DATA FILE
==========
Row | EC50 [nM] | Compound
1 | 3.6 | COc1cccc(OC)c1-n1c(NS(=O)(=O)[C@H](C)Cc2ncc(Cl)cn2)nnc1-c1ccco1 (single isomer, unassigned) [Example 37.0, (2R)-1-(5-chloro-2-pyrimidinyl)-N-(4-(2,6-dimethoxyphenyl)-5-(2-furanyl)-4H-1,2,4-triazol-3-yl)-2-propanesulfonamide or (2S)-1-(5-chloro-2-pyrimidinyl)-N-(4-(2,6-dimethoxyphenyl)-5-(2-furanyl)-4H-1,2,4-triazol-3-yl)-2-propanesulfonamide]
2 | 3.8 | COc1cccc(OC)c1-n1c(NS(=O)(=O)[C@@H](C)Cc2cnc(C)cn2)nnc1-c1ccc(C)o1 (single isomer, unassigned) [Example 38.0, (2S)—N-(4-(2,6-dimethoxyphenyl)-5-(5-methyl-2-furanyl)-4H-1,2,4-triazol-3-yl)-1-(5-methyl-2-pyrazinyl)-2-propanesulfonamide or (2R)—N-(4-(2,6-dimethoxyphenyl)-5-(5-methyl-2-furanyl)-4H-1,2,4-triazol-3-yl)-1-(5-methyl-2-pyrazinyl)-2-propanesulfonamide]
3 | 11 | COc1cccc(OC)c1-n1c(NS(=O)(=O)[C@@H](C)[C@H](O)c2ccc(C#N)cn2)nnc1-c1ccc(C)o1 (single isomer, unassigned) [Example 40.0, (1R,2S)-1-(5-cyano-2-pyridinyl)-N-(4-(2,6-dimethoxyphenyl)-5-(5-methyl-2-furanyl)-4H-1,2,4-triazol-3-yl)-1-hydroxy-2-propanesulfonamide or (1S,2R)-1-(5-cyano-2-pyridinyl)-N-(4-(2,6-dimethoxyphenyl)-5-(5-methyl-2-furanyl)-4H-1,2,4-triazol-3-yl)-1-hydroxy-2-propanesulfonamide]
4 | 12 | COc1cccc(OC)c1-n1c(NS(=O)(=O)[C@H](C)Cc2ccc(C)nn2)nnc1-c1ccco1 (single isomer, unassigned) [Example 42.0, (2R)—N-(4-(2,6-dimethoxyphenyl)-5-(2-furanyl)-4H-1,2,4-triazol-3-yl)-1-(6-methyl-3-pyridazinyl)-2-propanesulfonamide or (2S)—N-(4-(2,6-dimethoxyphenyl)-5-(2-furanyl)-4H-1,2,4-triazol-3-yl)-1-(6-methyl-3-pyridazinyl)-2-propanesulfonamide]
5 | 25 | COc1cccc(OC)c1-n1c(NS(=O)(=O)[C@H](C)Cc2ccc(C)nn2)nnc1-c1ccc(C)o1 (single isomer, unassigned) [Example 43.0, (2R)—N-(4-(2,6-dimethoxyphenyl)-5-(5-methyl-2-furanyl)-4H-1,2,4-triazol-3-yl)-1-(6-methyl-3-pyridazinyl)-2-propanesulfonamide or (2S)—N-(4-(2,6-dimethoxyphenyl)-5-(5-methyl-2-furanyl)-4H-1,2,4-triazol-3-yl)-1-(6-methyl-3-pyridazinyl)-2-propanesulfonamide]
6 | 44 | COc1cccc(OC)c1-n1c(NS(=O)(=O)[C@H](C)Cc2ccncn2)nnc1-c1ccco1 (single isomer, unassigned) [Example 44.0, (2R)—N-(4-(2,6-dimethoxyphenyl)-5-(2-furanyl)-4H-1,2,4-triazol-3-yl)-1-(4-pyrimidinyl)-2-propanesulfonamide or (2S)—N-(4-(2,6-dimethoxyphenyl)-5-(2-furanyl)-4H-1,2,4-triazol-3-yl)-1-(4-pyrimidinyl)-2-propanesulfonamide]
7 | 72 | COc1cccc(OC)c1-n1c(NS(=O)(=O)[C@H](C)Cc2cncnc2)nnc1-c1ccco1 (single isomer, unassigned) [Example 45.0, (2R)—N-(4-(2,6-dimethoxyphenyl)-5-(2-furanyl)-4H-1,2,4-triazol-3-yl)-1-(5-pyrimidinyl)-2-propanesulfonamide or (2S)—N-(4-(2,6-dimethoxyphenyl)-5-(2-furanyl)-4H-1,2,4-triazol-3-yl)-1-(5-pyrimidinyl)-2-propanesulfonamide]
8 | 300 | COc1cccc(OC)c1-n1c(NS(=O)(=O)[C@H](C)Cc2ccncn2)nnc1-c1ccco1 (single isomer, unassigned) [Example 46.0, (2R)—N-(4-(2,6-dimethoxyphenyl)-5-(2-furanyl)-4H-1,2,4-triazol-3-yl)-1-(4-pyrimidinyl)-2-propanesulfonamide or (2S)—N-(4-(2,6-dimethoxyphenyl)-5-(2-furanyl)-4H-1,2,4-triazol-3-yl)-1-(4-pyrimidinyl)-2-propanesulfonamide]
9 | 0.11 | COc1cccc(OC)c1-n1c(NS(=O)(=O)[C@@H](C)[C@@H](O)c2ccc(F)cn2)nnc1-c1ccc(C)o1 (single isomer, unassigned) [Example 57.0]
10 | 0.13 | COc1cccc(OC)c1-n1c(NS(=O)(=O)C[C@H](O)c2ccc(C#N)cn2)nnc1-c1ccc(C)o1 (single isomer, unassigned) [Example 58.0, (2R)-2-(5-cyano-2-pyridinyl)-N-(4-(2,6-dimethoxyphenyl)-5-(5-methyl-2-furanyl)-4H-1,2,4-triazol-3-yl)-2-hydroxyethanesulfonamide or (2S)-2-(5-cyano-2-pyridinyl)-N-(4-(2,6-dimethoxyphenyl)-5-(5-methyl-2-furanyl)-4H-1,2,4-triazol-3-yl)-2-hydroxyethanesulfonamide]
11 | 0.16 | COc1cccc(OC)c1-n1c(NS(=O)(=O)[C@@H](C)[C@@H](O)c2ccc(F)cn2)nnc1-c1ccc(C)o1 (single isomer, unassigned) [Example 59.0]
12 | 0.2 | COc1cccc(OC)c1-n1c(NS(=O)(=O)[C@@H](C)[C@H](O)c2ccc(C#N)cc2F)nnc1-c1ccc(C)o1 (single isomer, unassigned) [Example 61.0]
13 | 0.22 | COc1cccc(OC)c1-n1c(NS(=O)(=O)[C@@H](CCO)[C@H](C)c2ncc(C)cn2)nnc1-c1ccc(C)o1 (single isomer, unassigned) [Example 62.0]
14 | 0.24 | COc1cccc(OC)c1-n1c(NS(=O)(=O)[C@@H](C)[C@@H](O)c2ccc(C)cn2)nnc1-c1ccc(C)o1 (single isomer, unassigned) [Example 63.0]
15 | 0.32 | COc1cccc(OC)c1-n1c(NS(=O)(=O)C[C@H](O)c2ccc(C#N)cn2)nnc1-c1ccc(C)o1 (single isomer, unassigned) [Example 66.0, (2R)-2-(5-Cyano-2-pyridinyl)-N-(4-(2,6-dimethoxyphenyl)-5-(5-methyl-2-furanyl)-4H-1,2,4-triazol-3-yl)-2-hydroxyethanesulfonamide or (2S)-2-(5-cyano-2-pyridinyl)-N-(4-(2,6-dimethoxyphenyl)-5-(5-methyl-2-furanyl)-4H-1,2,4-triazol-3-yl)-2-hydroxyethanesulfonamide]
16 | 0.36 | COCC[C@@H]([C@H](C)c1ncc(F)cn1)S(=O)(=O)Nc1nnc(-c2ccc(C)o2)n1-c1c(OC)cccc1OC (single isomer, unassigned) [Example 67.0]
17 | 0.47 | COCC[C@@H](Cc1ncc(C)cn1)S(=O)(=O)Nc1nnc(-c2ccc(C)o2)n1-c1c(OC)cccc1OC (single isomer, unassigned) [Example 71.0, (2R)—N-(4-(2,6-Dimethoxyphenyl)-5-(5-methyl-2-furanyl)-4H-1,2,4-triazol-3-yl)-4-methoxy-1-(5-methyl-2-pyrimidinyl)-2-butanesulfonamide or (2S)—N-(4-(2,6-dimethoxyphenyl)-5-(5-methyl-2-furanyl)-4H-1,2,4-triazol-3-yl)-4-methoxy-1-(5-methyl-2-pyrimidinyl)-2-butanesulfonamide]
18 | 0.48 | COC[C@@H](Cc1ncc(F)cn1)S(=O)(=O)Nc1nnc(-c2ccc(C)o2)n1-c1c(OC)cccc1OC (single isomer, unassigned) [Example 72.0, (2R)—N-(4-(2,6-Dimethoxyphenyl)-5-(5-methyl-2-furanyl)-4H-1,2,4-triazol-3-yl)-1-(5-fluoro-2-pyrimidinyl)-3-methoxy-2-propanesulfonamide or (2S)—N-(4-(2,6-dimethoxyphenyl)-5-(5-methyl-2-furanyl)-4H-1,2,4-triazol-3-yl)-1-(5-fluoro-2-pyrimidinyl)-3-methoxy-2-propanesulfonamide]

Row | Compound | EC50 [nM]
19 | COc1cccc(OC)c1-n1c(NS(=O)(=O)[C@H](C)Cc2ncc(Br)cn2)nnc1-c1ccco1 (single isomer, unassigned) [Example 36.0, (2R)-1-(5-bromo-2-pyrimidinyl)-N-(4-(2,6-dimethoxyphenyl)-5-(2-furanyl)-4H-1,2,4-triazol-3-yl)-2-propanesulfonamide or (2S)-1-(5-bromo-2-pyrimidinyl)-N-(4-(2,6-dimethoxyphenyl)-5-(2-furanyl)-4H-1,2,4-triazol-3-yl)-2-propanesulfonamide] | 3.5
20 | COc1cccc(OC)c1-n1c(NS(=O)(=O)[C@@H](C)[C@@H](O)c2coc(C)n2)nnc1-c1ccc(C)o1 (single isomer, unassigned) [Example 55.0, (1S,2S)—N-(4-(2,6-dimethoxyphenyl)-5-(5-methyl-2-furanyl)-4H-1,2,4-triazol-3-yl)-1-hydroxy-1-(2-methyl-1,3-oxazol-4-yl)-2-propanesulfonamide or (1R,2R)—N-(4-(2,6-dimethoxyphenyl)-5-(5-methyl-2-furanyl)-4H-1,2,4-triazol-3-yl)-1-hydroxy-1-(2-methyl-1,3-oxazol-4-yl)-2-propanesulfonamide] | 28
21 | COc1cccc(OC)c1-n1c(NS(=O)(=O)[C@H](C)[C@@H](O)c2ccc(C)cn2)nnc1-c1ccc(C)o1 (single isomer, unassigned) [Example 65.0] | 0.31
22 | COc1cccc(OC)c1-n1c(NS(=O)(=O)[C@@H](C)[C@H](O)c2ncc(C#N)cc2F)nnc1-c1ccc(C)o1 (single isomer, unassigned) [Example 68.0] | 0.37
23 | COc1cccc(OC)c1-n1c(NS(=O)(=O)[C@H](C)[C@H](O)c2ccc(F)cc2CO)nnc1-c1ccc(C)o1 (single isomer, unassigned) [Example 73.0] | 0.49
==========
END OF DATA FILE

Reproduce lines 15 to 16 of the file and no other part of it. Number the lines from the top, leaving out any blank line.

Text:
14 | 0.24 | COc1cccc(OC)c1-n1c(NS(=O)(=O)[C@@H](C)[C@@H](O)c2ccc(C)cn2)nnc1-c1ccc(C)o1 (single isomer, unassigned) [Example 63.0]
15 | 0.32 | COc1cccc(OC)c1-n1c(NS(=O)(=O)C[C@H](O)c2ccc(C#N)cn2)nnc1-c1ccc(C)o1 (single isomer, unassigned) [Example 66.0, (2R)-2-(5-Cyano-2-pyridinyl)-N-(4-(2,6-dimethoxyphenyl)-5-(5-methyl-2-furanyl)-4H-1,2,4-triazol-3-yl)-2-hydroxyethanesulfonamide or (2S)-2-(5-cyano-2-pyridinyl)-N-(4-(2,6-dimethoxyphenyl)-5-(5-methyl-2-furanyl)-4H-1,2,4-triazol-3-yl)-2-hydroxyethanesulfonamide]